peptides. In their work, long polypeptides of in nearly all globular proteins. It is the most
hydroxybutyl-L-glutamine or hydroxypropyl-L-glu- abundant secondary structure, with ;30% of res-
tamine containing 100s of amino acids were ran- idues found in a-helices w19x.
domly substituted with low amounts of a guest A helix combines a linear translation with an
amino acid. Application of helix–coil theory gave orthogonal circular rotation. In the a-helix the
helix preferences of the guest w10x. ˚ per turn of the
linear translation is a rise of 5.4A
In 1992, Qian and Schellman w11x reviewed helix and a circular rotation is 3.6 residues per
current understanding of helix–coil theories. Since turn. Side chains spaced i,iq3, i,iq4 and i,iq7
this time there has been a great deal more interest are therefore close in space, and interactions
in the field, primarily driven by two kinds of between them can affect helix stability. Spacings
experimental result. Firstly, following the pioneer- of i,iq2, i,iq5 and i,iq6 place the side chain
ing work of Marqusee and Baldwin w12x, peptide pairs on opposite faces of the helix, avoiding any
models have become available that form stable a- interaction. The helix is primarily stabilised by
helices, despite typically having only 15–20 amino i,iq4 hydrogen bonds between backbone amide
acids. Their sequences are mostly alanine, thus groups.
giving a relatively context-free environment to The conformation of a polypeptide can be
insert interactions of interest. Secondly, examina- described by the backbone dihedral angles f and
tion of protein crystal structures has shown that c. Most f,c combinations are sterically excluded,
amino acids have distinct preferences for different leaving only the broad b region and narrower a
environments within the helix. For example, Argos region. One reason why the a-helix is so stable is
and Palau w13x, Richardson and Richardson w14x that a succession of the sterically allowed a f,c
and Presta and Rose w15x showed in the 1980s angles naturally position the backbone NH and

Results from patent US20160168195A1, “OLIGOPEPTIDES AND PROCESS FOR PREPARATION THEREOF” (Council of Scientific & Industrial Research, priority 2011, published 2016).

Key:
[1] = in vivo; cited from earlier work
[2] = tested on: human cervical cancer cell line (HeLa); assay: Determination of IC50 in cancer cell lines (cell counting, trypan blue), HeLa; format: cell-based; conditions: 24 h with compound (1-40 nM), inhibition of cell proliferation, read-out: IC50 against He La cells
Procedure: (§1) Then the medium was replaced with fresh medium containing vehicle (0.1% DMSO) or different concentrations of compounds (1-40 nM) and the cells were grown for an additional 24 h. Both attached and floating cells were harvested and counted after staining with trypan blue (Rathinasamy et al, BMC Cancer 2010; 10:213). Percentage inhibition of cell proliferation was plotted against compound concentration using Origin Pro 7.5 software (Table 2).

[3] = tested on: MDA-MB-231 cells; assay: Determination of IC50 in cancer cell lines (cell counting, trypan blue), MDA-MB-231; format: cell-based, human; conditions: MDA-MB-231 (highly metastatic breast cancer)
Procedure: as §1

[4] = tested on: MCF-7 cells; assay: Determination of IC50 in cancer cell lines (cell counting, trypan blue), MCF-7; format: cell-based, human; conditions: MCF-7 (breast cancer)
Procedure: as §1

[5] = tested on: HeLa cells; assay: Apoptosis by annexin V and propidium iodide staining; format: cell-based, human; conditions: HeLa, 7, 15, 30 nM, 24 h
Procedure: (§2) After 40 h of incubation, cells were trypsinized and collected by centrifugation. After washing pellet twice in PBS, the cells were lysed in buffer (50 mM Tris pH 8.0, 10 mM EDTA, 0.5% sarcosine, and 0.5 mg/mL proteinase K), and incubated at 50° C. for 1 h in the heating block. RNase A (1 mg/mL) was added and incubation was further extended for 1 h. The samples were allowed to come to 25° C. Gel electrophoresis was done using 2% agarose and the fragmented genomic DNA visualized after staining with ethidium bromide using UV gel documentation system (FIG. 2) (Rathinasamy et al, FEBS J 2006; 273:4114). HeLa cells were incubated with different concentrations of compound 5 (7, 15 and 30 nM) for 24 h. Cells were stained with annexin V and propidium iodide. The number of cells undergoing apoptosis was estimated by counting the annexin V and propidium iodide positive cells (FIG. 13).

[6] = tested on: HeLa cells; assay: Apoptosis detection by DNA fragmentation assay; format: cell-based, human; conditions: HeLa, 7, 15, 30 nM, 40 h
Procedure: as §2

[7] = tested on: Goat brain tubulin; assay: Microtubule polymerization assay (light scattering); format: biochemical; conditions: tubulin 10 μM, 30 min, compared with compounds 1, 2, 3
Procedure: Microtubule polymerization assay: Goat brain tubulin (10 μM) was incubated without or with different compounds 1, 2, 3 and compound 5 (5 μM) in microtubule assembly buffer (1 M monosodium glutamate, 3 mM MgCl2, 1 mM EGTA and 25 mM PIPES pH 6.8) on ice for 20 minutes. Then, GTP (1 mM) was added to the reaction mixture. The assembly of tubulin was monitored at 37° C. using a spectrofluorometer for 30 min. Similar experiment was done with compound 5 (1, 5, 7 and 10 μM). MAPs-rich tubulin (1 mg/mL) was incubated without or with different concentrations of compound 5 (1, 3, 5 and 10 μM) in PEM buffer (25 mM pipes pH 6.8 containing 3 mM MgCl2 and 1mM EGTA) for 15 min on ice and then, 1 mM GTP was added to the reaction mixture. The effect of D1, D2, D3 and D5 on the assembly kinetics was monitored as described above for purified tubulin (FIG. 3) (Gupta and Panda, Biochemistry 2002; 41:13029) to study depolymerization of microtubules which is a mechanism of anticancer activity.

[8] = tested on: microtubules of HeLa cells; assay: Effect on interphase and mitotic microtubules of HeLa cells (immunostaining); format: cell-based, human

that amino acid preferences for the first positions CO groups towards each other for hydrogen bond
in the helix are entirely different from interior formation. It is possible that a succession of the
preferences. Helix–coil theory was therefore most stable conformation of an isolated residue in
developed to (i) provide a quantitative interpreta- a polymer with alternative functional groups could
tion of the new experimental results from short point two hydrogen-bond donors or acceptors
peptide models and (ii) include the new interac- towards each other, making secondary structure
tions missing from the older models. It is the formation unfavourable. One reason why polypep-
purpose of this review to examine this recent work. tides may have been selected as the polymer of
First, I briefly cover the problem of the helix–coil choice for building functional molecules is that
transition and the older Zimm–Bragg (ZB) and the sterically most stable conformations also give
Lifson–Roig (LR) models. A more detailed expla- strong hydrogen bonds.
nation can be found in the Poland and Scheraga The residues at the N-terminus of the a-helix
w9x or Qian and Schellman w11x reviews. Then I are called N9–N-cap–N1–N2–N3–N4, etc., where
cover new structural features of the helix and how the N-cap is the residue with non-helical f,c
they are included within helix–coil models. angles immediately preceding the N-terminus of
A.J. Doig / Biophysical Chemistry 101 – 102 (2002) 281–293 283

Fig. 1. Zimm–Bragg and Lifson–Roig codes and weights for the a-helix.

an a-helix and N1 is the first residue with helical bond, and 0 otherwise. The first hydrogen-bonded
f,c angles w14x. The C-terminal residues are unit proceeding from the N-terminus has a statis-